Once I'd measured up I trotted off to B&Q only to find that they didn't stock the size sheets of MDF that I'd planned to use (12mm thick 1.22m x 2.44m). Very annoying. So I decided to use hardwood plyboard instead as that was all they had readily available that was within budget and could be taken that day whilst making use of their free cutting service. I bought one sheet and got two doors cut, squashed them in my car and brought them home to test. I was pleasantly surprised at the strength of the plyboard, definitely more resilient than my usual mdf, although it was rougher and had loads of splinters so needed to be handled with gloves (I found this out the hard way).
I used thinner sheets of ply for the shaker-style panels which were 5mm thick. Each shake panel was 100mm wide and fitted the height and width of the doors.
Fitting the skirting to the base of the wardrobes
I decided to replace the skirting for the whole room at the same time so bought these large length pieces from Wickes as they were good value and came ready primed. I wanted the skirting to be continuous around the base of the wardrobe so carried it along the side of the LHS wardrobe with an internal and external corner. I refitted the carpet gripper rods in front of the new skirting as I plan to fit new carpet soon then rolled back the underlay too.
Preparing the plywood doors
Once the skirting was in place I re-measured to double check the heights of the individual wardrobe doors. I made a slight adjustment to a couple of the doors using my new jigsaw (so much quicker than sawing by hand like I usually do) and then was ready to prep the plywood for painting. The ply was in pretty good condition except for one of the sheets which was the bottom on the pile (the very last sheet B&Q had, so it was a case of take it or leave it) which was a bit bent. I stored this door at the bottom of the pile of five to help flatten it and as we were in the midst of a heatwave, I damped it down and left it laying out on the deck in the hot sun which helped straighten it out before storing it back at the bottom of the pile again.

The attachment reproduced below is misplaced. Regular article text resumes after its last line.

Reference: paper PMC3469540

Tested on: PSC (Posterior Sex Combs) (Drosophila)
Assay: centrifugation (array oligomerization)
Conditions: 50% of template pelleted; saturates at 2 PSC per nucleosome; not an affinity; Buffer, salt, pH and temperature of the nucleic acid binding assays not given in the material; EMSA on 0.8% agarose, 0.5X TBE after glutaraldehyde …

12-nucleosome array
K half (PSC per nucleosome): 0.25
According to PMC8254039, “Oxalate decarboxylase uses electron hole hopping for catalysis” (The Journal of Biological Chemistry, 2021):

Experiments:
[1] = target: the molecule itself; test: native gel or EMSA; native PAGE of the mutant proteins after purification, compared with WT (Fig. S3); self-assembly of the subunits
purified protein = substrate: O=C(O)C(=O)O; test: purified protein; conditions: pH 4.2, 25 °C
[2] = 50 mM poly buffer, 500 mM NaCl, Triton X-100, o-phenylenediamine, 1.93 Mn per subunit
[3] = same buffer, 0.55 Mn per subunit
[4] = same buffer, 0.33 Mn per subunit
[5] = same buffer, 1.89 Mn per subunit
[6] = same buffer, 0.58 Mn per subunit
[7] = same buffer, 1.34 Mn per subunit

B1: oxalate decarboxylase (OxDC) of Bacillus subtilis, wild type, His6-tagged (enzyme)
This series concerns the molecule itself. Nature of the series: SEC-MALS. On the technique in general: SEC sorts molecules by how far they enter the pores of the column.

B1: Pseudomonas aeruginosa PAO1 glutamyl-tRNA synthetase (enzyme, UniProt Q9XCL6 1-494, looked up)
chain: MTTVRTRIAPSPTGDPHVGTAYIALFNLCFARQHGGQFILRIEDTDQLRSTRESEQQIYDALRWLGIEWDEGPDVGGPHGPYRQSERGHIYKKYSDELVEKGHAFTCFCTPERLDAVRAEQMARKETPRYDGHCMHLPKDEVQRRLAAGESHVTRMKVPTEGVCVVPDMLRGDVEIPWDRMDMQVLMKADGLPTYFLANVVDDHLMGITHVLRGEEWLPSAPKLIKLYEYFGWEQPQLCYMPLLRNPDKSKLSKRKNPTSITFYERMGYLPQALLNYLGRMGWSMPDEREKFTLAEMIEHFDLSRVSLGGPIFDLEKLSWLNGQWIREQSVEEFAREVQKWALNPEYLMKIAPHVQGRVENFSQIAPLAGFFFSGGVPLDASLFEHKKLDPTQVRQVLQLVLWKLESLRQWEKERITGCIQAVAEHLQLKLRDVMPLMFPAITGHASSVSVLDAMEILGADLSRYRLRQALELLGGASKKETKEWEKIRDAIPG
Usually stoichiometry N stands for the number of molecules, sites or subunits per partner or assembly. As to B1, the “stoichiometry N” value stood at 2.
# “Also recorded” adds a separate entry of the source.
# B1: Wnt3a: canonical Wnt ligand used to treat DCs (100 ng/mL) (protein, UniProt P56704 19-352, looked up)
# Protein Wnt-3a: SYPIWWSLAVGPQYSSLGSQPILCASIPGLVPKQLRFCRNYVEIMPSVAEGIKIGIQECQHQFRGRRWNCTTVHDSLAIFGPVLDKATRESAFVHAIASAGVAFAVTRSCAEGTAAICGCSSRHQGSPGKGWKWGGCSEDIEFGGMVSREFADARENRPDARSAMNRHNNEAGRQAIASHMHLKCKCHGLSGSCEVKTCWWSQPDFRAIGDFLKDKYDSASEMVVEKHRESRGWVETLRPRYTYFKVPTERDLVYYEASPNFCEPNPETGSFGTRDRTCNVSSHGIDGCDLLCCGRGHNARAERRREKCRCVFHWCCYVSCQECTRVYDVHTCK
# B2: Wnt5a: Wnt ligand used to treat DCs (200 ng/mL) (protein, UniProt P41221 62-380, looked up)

I sanded the edges of all the doors and decorative panels to make sure they were smooth and straight. I then applied three coats of primer with a roller to every piece. I laid all the doors and panels out flat while they were being primed to ensure they did bow. As the weather was good, the coats dried quickly which helped speed up the process.
Fitting the surface-mount hinges
I wanted to make sure this DIY was easy to replicate and I know that using a jig to cut the blind holes for concealed door hinges really puts a lot of people off so I challenged myself to find an easy-to-use alternative. If you want to know how to drill the holes for concealed hinges don't worry I have a tutorial coming soon.
I found these super easy to use and good value surface mounted hinges on Amazon and would recommend them if you don't want to fit concealed hinges, although the downside is that they are not as easily adjustable once they are attached so it's more important to get them in exactly the right place to start with. I fitted four hinges to each door which sounds like a lot, but the doors were over 2m long.
Before fitting any hinges, I held a door up in place and using a spirit level to ensure it was straight and marked where the hinge should be positioned (a second pair of hands if helpful here so you ideally need a helper). I tested that the door could move the full 90 degrees and tested different depths for where the carcass side of the hinge would be fitted. Once I was happy I'd found the optimum position, I measured the distance from the outer edge of the wardrobe carcass and marked that exact point for the remaining three hinge locations. It's important to ensure that each hinge is fitted at exactly the same depth at both ends otherwise the door will be wonky.
Adding the shaker-style decorative door panels